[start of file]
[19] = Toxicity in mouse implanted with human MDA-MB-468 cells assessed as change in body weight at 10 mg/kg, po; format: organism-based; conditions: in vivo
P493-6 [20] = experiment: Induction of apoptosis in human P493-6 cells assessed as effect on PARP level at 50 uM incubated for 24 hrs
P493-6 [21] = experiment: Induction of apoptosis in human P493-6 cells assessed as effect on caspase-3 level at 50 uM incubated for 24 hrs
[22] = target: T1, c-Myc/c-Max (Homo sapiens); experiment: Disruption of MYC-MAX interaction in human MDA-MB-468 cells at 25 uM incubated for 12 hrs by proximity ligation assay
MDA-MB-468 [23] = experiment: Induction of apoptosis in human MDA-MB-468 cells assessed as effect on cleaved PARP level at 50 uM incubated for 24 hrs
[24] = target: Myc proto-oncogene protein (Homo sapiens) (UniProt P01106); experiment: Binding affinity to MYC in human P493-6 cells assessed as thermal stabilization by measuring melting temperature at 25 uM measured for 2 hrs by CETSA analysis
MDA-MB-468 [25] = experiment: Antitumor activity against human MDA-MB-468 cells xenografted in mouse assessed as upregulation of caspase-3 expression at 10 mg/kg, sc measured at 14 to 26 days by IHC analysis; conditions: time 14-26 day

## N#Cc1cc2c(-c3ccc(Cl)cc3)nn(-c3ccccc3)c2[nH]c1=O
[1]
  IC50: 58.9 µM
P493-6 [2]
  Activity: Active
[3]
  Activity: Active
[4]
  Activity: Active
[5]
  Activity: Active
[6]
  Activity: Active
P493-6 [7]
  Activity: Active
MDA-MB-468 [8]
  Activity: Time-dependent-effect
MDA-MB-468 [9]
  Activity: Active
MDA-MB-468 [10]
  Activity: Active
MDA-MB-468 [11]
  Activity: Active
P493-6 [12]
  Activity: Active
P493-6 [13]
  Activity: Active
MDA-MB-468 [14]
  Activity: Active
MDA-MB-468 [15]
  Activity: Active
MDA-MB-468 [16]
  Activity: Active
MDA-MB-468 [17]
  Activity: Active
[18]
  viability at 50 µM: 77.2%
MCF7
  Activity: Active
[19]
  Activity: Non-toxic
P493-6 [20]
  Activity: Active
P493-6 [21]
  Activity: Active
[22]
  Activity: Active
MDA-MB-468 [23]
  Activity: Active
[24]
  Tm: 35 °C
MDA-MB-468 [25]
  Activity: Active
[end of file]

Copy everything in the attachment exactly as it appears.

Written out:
[19] = Toxicity in mouse implanted with human MDA-MB-468 cells assessed as change in body weight at 10 mg/kg, po; format: organism-based; conditions: in vivo
P493-6 [20] = experiment: Induction of apoptosis in human P493-6 cells assessed as effect on PARP level at 50 uM incubated for 24 hrs
P493-6 [21] = experiment: Induction of apoptosis in human P493-6 cells assessed as effect on caspase-3 level at 50 uM incubated for 24 hrs
[22] = target: T1, c-Myc/c-Max (Homo sapiens); experiment: Disruption of MYC-MAX interaction in human MDA-MB-468 cells at 25 uM incubated for 12 hrs by proximity ligation assay
MDA-MB-468 [23] = experiment: Induction of apoptosis in human MDA-MB-468 cells assessed as effect on cleaved PARP level at 50 uM incubated for 24 hrs
[24] = target: Myc proto-oncogene protein (Homo sapiens) (UniProt P01106); experiment: Binding affinity to MYC in human P493-6 cells assessed as thermal stabilization by measuring melting temperature at 25 uM measured for 2 hrs by CETSA analysis
MDA-MB-468 [25] = experiment: Antitumor activity against human MDA-MB-468 cells xenografted in mouse assessed as upregulation of caspase-3 expression at 10 mg/kg, sc measured at 14 to 26 days by IHC analysis; conditions: time 14-26 day

## N#Cc1cc2c(-c3ccc(Cl)cc3)nn(-c3ccccc3)c2[nH]c1=O
[1]
  IC50: 58.9 µM
P493-6 [2]
  Activity: Active
[3]
  Activity: Active
[4]
  Activity: Active
[5]
  Activity: Active
[6]
  Activity: Active
P493-6 [7]
  Activity: Active
MDA-MB-468 [8]
  Activity: Time-dependent-effect
MDA-MB-468 [9]
  Activity: Active
MDA-MB-468 [10]
  Activity: Active
MDA-MB-468 [11]
  Activity: Active
P493-6 [12]
  Activity: Active
P493-6 [13]
  Activity: Active
MDA-MB-468 [14]
  Activity: Active
MDA-MB-468 [15]
  Activity: Active
MDA-MB-468 [16]
  Activity: Active
MDA-MB-468 [17]
  Activity: Active
[18]
  viability at 50 µM: 77.2%
MCF7
  Activity: Active
[19]
  Activity: Non-toxic
P493-6 [20]
  Activity: Active
P493-6 [21]
  Activity: Active
[22]
  Activity: Active
MDA-MB-468 [23]
  Activity: Active
[24]
  Tm: 35 °C
MDA-MB-468 [25]
  Activity: Active